Skip to content

Toggle service links

You are here

  1. Home
  2. Impact
  3. The thrill of seeing science in action

The thrill of seeing science in action

“When I began my career, the role of an academic was still very focused on applying for grants and publishing papers. Indeed, that’s what I focused on for a long time. But there came the point where I started thinking about how else I could have an impact with my work”, recalls Peter Taylor, a now Emeritus Professor of Organic Chemistry who joined the OU in 1978. “I thought to myself, we’ve developed all this academic knowledge, we know the answers, but we don’t know the questions. So, I started looking at what industry was doing and asking companies about the difficulties they faced to find new ways to apply the research to real-world challenges.”

Professor Taylor and colleagues' work with industry partners during the past 30 years has led to the development of safer chemicals with novel properties to improve everything from medicine, makeup and contact lenses to road markings and bath sealants. “Our overall objective was to make safer and greener chemicals that have more interesting properties and applications using our cutting-edge research on organosilicon compounds”, he says. “These compounds consist of bonded carbon and silicon atoms with properties such as being water repellent, colourless and odourless. They’re also non-toxic and completely safe for humans, making them ideal for a broad range of products.”

Powerful analytical applications

Organosilicon compounds are also crucial to one of the world’s most used laboratory analytical techniques, high-performance liquid chromatography (HLPC), which can detect everything from illicit drugs to vitamin D deficiency. “HLPC involves separating the individual compounds present in a sample and then analysing them”, Peter explains. “At the heart of the separation process is a long column of tiny silica particles coated with a specific material. When a liquid sample is pumped through the column at high pressure, these particles separate out each of its component compounds.”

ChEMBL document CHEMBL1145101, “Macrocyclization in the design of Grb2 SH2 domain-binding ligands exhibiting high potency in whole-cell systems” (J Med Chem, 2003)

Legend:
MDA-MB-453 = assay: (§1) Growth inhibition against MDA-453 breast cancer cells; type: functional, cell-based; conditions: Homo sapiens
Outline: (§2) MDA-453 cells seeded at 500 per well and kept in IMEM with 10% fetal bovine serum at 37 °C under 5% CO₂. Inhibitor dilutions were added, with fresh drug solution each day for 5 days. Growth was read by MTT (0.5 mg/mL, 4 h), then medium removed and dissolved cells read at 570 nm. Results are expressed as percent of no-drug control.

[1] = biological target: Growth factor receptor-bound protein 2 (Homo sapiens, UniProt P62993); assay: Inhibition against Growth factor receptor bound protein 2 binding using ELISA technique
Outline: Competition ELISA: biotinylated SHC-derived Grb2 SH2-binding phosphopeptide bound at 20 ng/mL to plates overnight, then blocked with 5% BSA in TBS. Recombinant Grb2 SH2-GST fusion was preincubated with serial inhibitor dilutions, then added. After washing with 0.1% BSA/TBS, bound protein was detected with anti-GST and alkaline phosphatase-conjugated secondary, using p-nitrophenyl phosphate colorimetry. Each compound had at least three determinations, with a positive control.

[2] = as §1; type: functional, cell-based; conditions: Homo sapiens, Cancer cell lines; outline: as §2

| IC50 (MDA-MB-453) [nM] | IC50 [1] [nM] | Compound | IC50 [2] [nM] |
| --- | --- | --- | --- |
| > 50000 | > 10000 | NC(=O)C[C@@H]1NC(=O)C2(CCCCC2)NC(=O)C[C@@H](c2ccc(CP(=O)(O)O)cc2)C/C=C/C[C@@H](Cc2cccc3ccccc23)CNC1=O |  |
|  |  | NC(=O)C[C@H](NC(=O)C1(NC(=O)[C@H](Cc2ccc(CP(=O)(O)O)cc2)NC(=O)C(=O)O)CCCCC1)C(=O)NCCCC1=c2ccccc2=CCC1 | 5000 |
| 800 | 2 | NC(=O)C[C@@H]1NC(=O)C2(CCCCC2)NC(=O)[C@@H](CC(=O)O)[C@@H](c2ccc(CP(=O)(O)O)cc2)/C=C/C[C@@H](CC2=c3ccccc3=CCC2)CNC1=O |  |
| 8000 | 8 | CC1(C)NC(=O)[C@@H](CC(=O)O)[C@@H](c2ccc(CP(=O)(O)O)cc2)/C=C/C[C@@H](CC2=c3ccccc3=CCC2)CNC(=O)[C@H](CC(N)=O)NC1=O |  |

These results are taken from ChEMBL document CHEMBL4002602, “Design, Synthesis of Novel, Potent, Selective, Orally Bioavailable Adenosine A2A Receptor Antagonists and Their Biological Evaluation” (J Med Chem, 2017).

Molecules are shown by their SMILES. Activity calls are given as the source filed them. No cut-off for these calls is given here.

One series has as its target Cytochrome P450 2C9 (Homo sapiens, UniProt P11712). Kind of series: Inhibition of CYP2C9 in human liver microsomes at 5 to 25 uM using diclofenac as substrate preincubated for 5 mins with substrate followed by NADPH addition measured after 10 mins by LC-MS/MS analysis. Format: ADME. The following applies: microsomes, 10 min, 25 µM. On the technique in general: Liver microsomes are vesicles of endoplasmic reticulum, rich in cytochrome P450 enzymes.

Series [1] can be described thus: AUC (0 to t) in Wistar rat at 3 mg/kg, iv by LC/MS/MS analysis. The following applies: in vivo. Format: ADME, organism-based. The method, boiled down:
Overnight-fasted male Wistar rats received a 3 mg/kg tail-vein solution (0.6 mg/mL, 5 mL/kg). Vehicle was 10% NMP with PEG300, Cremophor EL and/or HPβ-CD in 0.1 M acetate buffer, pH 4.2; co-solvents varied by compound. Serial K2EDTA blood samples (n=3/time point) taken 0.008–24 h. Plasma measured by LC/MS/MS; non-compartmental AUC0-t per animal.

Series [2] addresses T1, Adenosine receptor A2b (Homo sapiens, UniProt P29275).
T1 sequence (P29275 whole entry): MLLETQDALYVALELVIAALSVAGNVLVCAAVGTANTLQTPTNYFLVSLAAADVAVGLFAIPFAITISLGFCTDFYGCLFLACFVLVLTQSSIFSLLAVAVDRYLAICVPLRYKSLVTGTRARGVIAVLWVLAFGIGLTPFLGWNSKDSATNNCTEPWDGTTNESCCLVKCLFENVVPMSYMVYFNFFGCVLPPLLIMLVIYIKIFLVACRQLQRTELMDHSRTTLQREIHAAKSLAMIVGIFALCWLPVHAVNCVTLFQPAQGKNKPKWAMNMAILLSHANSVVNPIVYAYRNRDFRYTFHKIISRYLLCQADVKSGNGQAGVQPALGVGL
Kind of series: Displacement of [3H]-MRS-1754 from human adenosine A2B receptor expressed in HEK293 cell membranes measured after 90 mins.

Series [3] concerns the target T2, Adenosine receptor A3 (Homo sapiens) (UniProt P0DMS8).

Through a longstanding partnership with one of the world’s leading HPLC columns and accessories companies, Highcrom, Peter and colleagues developed a highly precise and reliable new analytical technique for the U.S Food and Drug Administration (FDA) to test the purity of the over-the-counter excess stomach acid treatment, Zantac. “Our HPLC technique helped the FDA to identify a potentially carcinogenic impurity in the drug doctors prescribe to 25 million people in the U.S each year”, he says. “This ultimately led it to withdraw Zantac from the market in 2020, and only allow pharmaceutical companies to reintroduce it if they could prove their drugs didn’t pose a cancer risk.”

Science in action

Seeing the impact of his science in action is Peter’s greatest reward. “Looking at a product based on my research gives me the same buzz as publishing a paper, especially when it leads to safety improvements.”

Despite retiring from his full-time role at the OU in 2019, Peter is still working with colleagues to find new applications for his research, including developing tiny polymer scaffolds to support the regrowth of injured skin, muscle and other human tissue. He welcomes the growing focus on impact in academia. “I used to have a difficult time convincing colleagues of the value in engaging with industry, so it’s gratifying to see how far we’ve come in promoting and supporting researchers to take their work into the world to solve societal challenges.”